Now we may consider this and think of striving with God as completely negative. We shouldn’t struggle with God! We shouldn’t strive with God, right? But we see many people in the scriptures who in humility strive with God and receive a blessing. There are many times where Moses strives with God. Think about how often Moses would act as a mediator between God and the people. Moses would act as an advocate on behalf of the people and would also act as an advocate for God to the people. Abraham strives with God when he discusses the fate of Sodom and Gomorrah and the number of righteous people in the city and if these cities would be spared. Habakkuk struggles with God when God reveals that he is going to use the Babylonians to judge and destroy the nation of Judah. Ezekiel struggles with God when God tells him to cook his food over human dung and Ezekiel requests to that he use animal dung instead. Job struggles with God.
Why should I take my flesh in my teeth and put my life in my hand? Though he slay me, I will hope in him; yet I will argue my ways to his face. This will be my salvation, that the godless shall not come before him. (Job 13:14–16 ESV)
This event in the life of Jacob was something for Israel to put their hope and trust in — that God strives for them. Notice this in Hosea 12.
The Lord has an indictment against Judah and will punish Jacob according to his ways; he will repay him according to his deeds. In the womb he took his brother by the heel, and in his manhood he strove with God. He strove with the angel and prevailed; he wept and sought his favor. He met God at Bethel, and there God spoke with us— the Lord, the God of hosts, the Lord is his memorial name: “So you, by the help of your God, return, hold fast to love and justice, and wait continually for your God.” (Hosea 12:2–6 ESV)
Do you see the point? Hosea tells Israel that God is striving for them. So return and wait for your God. God is on your side. The New Testament teaches us this same principle.
Jesus taught a parable teaching us to do similarly in Luke 18.1 And he told them a parable to the effect that they ought always to pray and not lose heart. 2 He said, “In a certain city there was a judge who neither feared God nor respected man. 3 And there was a widow in that city who kept coming to him and saying, ‘Give me justice against my adversary.’ 4 For a while he refused, but afterward he said to himself, ‘Though I neither fear God nor respect man, 5 yet because this widow keeps bothering me, I will give her justice, so that she will not beat me down by her continual coming.'” 6 And the Lord said, “Hear what the unrighteous judge says. 7 And will not God give justice to his elect, who cry to him day and night? Will he delay long over them? 8 I tell you, he will give justice to them speedily. Nevertheless, when the Son of Man comes, will he find faith on earth?” (Luke 18:1–8 ESV)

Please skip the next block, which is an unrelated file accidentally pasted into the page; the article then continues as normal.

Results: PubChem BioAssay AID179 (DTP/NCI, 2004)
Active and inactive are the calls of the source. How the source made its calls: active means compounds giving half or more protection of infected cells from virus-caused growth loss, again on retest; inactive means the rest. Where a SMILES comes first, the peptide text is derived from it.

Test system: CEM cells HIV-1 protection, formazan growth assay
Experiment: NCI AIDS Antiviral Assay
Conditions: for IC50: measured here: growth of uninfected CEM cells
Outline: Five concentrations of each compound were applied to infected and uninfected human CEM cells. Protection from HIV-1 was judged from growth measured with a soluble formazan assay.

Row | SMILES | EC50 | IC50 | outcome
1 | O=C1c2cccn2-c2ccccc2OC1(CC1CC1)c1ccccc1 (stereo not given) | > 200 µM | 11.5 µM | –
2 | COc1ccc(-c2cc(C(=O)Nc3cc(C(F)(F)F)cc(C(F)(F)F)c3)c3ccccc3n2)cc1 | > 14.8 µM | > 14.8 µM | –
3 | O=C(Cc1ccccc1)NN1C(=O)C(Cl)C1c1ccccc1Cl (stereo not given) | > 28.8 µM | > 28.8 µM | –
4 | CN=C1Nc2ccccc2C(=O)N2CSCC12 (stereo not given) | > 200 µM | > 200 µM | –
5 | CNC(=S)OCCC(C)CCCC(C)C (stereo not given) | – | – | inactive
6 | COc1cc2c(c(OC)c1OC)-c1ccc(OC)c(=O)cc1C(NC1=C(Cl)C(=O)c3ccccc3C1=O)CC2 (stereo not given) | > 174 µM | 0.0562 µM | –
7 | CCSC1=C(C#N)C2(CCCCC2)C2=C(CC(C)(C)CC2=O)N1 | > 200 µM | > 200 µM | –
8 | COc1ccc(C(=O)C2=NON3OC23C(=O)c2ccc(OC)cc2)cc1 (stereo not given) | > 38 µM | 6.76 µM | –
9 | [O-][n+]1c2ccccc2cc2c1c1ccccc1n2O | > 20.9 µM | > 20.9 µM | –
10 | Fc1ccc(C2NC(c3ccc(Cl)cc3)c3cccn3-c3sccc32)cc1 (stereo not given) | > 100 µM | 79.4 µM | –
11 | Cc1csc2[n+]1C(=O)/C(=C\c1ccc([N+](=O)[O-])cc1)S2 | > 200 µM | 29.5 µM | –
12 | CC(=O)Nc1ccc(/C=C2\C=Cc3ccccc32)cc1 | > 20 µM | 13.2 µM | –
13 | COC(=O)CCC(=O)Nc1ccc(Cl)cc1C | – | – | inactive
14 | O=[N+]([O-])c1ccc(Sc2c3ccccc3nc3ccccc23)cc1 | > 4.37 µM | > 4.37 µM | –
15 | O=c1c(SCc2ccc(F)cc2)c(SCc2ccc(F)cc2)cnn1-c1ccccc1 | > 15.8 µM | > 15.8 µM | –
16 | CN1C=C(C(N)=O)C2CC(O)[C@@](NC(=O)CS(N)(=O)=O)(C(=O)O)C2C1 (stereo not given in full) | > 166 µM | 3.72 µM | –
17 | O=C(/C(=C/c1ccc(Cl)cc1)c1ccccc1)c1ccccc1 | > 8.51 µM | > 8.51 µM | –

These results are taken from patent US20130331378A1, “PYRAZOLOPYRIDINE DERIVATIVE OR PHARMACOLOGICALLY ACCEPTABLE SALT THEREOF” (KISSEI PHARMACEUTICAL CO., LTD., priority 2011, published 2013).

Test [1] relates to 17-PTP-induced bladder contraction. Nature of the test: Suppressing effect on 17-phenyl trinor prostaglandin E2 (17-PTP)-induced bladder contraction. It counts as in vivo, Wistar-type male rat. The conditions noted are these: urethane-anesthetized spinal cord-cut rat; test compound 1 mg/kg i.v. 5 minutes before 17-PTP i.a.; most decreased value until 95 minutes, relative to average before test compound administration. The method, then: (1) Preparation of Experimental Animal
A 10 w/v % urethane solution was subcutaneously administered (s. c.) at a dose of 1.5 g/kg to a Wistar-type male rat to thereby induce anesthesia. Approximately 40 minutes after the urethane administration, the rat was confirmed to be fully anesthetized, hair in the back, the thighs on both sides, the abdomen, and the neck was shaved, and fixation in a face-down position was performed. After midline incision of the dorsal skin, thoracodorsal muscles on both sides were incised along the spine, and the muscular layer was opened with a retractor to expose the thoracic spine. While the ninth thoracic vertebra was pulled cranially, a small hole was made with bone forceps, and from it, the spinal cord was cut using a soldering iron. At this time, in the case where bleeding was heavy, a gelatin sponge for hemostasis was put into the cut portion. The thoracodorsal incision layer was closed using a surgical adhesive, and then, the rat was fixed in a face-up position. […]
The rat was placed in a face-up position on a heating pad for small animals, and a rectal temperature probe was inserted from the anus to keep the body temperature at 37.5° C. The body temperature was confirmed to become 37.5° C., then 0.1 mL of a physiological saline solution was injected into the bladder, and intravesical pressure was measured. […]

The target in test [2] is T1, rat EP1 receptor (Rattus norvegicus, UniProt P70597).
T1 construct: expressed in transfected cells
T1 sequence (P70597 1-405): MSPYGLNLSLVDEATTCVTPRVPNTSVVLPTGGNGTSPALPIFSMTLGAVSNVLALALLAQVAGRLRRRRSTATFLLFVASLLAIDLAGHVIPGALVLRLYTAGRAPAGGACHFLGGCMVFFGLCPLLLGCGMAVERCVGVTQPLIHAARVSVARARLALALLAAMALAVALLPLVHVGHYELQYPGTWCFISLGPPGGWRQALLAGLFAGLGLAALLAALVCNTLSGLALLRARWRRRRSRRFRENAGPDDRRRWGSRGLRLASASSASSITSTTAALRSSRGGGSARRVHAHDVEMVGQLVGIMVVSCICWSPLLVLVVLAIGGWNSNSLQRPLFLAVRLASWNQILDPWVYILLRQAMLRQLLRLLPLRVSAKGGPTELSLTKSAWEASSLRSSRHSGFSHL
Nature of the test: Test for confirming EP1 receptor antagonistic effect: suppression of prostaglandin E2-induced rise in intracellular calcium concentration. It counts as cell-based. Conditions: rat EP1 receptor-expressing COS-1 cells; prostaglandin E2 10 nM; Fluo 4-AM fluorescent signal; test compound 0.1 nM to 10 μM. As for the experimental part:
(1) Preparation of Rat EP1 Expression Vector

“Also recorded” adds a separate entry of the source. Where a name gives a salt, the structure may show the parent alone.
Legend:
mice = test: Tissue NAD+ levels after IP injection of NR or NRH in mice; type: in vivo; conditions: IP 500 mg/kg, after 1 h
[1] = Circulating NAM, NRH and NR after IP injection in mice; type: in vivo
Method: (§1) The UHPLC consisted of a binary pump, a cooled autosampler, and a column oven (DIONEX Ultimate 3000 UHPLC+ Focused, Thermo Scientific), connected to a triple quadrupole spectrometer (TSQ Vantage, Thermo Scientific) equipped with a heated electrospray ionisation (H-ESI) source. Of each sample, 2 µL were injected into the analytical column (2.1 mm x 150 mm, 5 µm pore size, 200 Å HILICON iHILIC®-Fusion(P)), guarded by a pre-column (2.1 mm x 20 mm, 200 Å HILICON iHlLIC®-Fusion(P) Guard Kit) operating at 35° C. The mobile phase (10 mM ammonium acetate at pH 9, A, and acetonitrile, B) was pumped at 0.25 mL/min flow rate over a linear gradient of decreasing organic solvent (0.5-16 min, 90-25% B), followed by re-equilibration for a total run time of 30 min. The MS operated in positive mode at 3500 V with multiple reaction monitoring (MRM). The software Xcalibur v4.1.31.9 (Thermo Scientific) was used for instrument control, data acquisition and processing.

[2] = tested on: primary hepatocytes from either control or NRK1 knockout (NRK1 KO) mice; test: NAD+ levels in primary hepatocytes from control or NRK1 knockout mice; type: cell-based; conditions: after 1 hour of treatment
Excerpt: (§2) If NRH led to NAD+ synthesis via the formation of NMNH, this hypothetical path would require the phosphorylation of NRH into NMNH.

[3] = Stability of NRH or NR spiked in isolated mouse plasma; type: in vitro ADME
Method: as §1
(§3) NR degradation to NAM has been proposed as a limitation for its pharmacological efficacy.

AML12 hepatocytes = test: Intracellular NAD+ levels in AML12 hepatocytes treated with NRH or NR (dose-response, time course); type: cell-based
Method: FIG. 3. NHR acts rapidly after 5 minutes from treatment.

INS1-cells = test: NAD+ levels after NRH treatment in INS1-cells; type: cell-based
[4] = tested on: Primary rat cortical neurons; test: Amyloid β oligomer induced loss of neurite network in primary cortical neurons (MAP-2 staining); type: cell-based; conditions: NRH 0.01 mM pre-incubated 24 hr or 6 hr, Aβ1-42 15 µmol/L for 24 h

What else is God telling us to do but to strive with him? The teaching of the parable is to be persistent in prayer to God and not lose heart. Keep telling God what you need. Keep placing your requests before his throne. We do not look to ourselves in difficult or in uncertainty but strive with God for a blessing. Please consider that God did not remove the reasons for Jacob to fear. Rather, God tells Jacob to depend on him. In the same way, God does not remove our reasons for fear or uncertainty. But God tells us to depend on him. There is no room for self-sufficiency but for persistent dependence on God who fights for us.
This is the love of God and a great blessing to us. God gives himself in such a way that Jacob can wrestle with him and win so that he knows that God is with him and he will be victorious through God. But we should know this because this is the message of cross. What did God do? God became flesh and let himself lose to our wrestling with him, putting nails in his hands and feet and hanging him on a cross. God did this because he fights for us. Yet he fought for us. How amazing is it that God strives with us! This is the relentless grace of God on display. His grace must move us from deceivers and cheaters to humble faith in God. God continues to be gracious so that we would see that God is for us. The child of God remembers that God fights for him, allowing him to live in confidence and fearlessness.